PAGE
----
Install Documentation Resources About
Portable Submission Interface for Jobs A Python abstraction layer over cluster schedulers
Write Scheduler Agnostic HPC Applications Use a unified API to enable your HPC application to run virtually anywhere. PSI/J automatically translates abstract job specifications into concrete scripts and commands to send to the scheduler. PSI/J is tested on a wide variety of clusters.

PSI/J runs entirely in user space

There is no need to wait for infrequent deployment cycles. The HPC world tends to be rather dynamic and the ability to quickly integrate changes prompted by experimental changes in the cluster environment is essential.

Use built-in or community contributed plugins

Let's be realistic. It is virtually impossible for a single entity to provide stable and tested adapters to all clusters and schedulers. That is why PSI/J enables and encourages community contributions to scheduler adapters, testbeds, and specific cluster knowledge.

PSI/J has a rich HPC legacy

The design of PSI/J is based on a number of libraries used by state of the art HPC workflow applications that the PSI/J team has worked on. Its architectural foundations have been tested at extreme scales and in diverse environments.

Installing PSI/J in Python

The psij-python library has the following requirements:
  • Python 3.7 or later
  • Ubuntu 16.04 or later (or an equivalent Linux distribution)
  • OS X 10.10 or later

To install from the command line using pip:


$ pip install psij-python
                    

Installing the development version of PSI/J in Python

Using the command line:


$ git clone https://github.com/ExaWorks/psij-python.git
$ cd psij-python
$ pip install -r requirements.txt
$ python setup.py install
                  

Site status

The site status dashboard shows current and past test results for the Python binding of PSI/J on all sites on which test results are reported.

Slack

We use Slack for various conversations about both the PSI/J specification and the Python binding.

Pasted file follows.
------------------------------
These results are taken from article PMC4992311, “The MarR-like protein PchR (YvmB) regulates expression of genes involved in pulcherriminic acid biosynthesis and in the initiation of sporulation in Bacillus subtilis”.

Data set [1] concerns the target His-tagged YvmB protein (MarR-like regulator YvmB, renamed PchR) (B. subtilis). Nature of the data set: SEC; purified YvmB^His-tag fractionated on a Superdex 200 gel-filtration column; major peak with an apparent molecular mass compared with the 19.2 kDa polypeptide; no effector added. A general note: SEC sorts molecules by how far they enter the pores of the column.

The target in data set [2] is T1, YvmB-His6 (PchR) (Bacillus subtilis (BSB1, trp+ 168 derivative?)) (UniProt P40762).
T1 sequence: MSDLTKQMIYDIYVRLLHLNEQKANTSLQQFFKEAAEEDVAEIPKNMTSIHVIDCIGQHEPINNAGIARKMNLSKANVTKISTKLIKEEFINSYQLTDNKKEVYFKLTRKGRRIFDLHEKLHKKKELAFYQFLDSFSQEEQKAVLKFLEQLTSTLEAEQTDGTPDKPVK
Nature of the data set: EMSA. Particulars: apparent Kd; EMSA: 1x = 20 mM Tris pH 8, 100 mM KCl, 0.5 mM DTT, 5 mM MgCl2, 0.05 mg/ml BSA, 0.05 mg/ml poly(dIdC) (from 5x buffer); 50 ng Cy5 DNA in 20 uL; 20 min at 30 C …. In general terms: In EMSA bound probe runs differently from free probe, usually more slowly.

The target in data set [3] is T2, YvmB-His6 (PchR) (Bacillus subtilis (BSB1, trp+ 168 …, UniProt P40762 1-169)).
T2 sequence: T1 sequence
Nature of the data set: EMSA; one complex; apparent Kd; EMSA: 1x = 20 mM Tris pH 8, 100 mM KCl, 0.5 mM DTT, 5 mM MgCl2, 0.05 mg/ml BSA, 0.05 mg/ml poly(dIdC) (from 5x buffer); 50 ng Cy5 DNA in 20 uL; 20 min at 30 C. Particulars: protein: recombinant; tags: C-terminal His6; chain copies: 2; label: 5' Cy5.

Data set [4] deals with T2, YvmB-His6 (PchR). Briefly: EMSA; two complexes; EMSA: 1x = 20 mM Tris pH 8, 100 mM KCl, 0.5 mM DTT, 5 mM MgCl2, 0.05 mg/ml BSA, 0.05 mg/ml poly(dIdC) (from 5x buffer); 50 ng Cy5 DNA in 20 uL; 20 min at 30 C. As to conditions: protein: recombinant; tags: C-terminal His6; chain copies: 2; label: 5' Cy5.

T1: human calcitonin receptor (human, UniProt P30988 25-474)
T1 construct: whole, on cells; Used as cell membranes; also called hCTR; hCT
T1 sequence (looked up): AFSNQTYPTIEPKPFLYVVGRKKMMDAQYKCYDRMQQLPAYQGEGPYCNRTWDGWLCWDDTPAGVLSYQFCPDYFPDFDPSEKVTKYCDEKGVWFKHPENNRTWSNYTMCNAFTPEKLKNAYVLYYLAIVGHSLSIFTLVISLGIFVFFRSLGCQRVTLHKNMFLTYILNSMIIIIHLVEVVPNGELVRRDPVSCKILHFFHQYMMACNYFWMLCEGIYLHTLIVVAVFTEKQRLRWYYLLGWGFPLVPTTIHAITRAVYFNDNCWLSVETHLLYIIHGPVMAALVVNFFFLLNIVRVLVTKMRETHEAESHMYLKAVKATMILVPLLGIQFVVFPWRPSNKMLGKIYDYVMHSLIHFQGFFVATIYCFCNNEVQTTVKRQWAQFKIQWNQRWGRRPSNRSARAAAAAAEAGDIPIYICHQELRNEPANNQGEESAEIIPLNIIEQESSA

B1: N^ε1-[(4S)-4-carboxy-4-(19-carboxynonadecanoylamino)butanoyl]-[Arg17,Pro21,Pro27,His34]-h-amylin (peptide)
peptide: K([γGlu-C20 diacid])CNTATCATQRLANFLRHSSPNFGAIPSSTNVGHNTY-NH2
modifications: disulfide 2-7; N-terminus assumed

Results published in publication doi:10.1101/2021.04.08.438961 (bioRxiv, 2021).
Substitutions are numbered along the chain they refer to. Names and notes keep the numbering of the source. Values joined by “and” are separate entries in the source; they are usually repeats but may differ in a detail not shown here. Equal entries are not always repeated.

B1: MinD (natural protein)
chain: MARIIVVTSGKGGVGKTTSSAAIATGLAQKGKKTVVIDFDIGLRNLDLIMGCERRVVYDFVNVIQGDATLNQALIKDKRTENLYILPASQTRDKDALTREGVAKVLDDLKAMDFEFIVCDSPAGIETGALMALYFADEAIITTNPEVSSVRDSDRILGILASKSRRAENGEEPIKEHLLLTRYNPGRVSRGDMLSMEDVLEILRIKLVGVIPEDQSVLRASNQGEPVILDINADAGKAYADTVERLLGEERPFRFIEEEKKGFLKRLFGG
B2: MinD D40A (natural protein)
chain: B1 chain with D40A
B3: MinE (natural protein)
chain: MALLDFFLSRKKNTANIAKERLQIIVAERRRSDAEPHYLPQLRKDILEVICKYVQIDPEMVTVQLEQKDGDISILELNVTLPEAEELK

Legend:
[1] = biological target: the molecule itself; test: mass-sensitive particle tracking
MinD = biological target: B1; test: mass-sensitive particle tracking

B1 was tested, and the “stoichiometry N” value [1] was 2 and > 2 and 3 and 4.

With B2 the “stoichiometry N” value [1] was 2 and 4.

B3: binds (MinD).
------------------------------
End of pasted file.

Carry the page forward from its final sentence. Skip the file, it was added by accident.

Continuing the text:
The motivation behind PSI/J

The ExaWorks project is a community-led project under the umbrella of the Exascale Computing Project which brings together a number of high level HPC tools developed by the members of ExaWorks. We noticed that most of these projects, as well as many of the community projects implemented a software layer/library to interact with HPC schedulers in order to insulate the core functionality from the details of how things are specified for each scheduler. We also noticed that the respective libraries mostly covered schedulers running on resources that each team had access to. We figured that we could use our combined knowledge to design a single API/library for this goal, a library that would be tested on all resources that all ExaWorks teams have access to. We could then share this API and library so that all high level HPC tools could benefit from it.

The complexity of testing HPC libraries

A major factor contributing to the difficulties in maintaining HPC software tools is that access to HPC resources is generally limited to a small number of clusters local to each team. Additionally, HPC resources tend to vary widely depending on the institution that maintains them. Consequently, the chances that software that is tested on resources that a HPC tool development team has access to will encounter problems on other HPC resources is fairly high. As mentioned above, a first step in addressing this problem is by pooling the teams' respective resources for testing purposes. However, PSI/J takes it a step further by exposing an infrastructure that allows any user PSI/J user to easily contribute test results to the PSI/J, and do so automatically. This is a mutually beneficial relationship: the PSI/J community at large gains a certain level of assurance that PSI/J functions correctly on a wide range of resources, while users contributing tests have a mechanism to ensure that the PSI/J team is aware of potential problems specific to their resources and can address them, thus ensuring that PSI/J continues to function correctly on specific resources.

Precursors to PSI/J


SAGA

SAGA — an OGF standard — abstracts away the specificity of diverse queue systems, offering a consistent representation of jobs and of the capabilities required to submit them to the resources. RADICAL-SAGA implements a subset of the SAGA standard, exposing a homogeneous programming interface to the batch systems of HPC and HTC resources, enabling job submissions and file transfers across resources. RADICAL-SAGA is used by RADICAL-Pilot to acquire resources and staging data to and from HPC platforms. PSI/J will replace RADICAL-SAGA, offering streamlined capabilities and a modern implementation.


Java CoG Kit

The PSI/J API is in no small part inspired by the Java CoG Kit Abstraction API. The Swift workflow system made extensive use of and improved on the Java Cog Kit Abstraction API. While the original Swift (Swift/K) is not maintained any more, its two spiritual successors, Swift/T and Parsl are.

©2021-{{ new Date().getFullYear() }} - The ExaWorks Project PSI/J is funded by the U.S. Department of Energy PSI/J is part of the Exascale Computing Project